US Markets

Why 0% earnings growth calls are wrong: Morgan Stanley

Closet consumer bets
Closet consumer bets

Morgan Stanley believes companies in the can produce 3 to 4 percent organic earnings growth for the year, powered by strong performance in the consumer discretionary and financial sectors, the firm's chief U.S. equity strategist said Monday.

Adam Parker said he was optimistic about the market and doesn't see high risk of an impending recession, signs of corporate excess or imminent trouble in credit markets beyond mid-cap energy.

"The bottom-up consensus numbers are for zero earnings growth this year, and we think that's probably not right," Parker told CNBC's "Squawk on the Street." "With two whole quarters of earnings ahead of us, you're going to see some benefits to companies that clearly will do well with lower oil and lower rates."

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In a research note Monday, Morgan Stanley reiterated its bet on consumer discretionary and said it had "modestly increased" its exposure on financials.

The firm is focused on the low-end consumer amid signs that shoppers are finally spending fuel savings in the broader economy. He noted that Amazon's first annual Prime Day on July 15 was bigger than last year's Black Friday, and Wal-Mart, the nation's largest retailer, had recently reported positive same-store sales growth.

Morgan Stanley now holds 17 percent of its portfolio in consumer discretionary and is bullish on names like Ross Stores, Williams-Sonoma and Victoria's Secret parent L Brands.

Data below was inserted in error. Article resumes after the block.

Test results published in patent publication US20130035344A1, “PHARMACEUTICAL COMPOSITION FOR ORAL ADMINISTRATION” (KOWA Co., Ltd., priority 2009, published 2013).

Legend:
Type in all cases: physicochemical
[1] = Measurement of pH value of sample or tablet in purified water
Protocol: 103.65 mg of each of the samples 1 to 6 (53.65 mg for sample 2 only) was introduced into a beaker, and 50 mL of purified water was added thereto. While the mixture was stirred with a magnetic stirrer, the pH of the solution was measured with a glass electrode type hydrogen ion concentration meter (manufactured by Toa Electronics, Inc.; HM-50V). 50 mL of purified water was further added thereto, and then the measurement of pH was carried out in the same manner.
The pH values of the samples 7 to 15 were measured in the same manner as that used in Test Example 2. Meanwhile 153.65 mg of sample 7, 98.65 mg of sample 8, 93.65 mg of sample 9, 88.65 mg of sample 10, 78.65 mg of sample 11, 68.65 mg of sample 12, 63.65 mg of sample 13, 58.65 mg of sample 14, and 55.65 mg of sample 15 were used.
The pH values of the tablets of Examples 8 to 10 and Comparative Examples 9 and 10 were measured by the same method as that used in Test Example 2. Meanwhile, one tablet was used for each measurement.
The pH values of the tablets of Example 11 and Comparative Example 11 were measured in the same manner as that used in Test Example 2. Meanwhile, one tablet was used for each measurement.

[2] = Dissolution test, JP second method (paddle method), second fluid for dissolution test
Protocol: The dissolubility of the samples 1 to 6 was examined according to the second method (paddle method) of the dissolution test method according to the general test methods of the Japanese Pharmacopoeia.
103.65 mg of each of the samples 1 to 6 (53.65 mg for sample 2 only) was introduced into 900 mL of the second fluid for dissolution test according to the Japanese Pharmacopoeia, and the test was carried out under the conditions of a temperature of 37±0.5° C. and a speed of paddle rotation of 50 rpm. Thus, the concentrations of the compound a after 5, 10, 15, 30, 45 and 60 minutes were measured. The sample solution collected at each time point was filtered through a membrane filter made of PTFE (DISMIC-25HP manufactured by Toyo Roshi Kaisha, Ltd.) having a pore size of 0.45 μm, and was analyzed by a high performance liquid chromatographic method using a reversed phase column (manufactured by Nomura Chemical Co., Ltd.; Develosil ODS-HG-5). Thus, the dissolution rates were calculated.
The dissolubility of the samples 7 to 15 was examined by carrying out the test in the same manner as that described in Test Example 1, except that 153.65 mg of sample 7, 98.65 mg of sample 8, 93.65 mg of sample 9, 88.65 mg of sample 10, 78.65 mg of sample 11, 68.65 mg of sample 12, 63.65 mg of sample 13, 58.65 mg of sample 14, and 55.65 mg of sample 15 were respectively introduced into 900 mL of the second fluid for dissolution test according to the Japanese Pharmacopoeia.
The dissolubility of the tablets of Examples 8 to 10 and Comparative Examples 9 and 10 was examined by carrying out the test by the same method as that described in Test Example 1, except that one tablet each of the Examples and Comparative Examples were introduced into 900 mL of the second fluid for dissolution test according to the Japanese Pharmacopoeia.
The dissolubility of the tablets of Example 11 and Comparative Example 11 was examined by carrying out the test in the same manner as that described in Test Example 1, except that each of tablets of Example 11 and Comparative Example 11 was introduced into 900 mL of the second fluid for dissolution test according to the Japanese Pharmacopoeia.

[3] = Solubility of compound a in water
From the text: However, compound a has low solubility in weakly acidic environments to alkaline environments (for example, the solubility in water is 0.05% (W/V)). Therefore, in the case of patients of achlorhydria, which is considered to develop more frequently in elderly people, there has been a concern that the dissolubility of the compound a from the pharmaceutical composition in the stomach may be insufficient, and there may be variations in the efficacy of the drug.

While Morgan Stanley said the biggest catalyst for financials could be an interest rate hike, big banks such as Bank of America and JPMorgan have delivered good earnings growth at a reasonable price, Parker noted.

Morgan Stanley is trying to find quality stocks that are down significantly, and has added positions in Capital One, American Express and BlackRock. "Some of that is a consumer bet also, a closet consumer bet," he said.

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Parker and his team offered a mea culpa on its energy bet, made earlier this year. Their note said U.S. oil producers had proven themselves capable of achieving the same margins with crude at $60 a barrel as they had achieved when it cost $90 a barrel. That has helped to keep supply high and delayed a rebalancing of crude oil prices.

Morgan Stanley said its bad top-down bet on energy had been offset by its stock picks, particularly Cameron International, Valero, and Phillips 66. It is removing positions in Anadarko Petroleum, Occidental Petroleum and Atwood Oceanics.

"I just worry a little bit that it's going to take longer for the oil cycle to recover, and I don't want to sit on dead money," Parker said.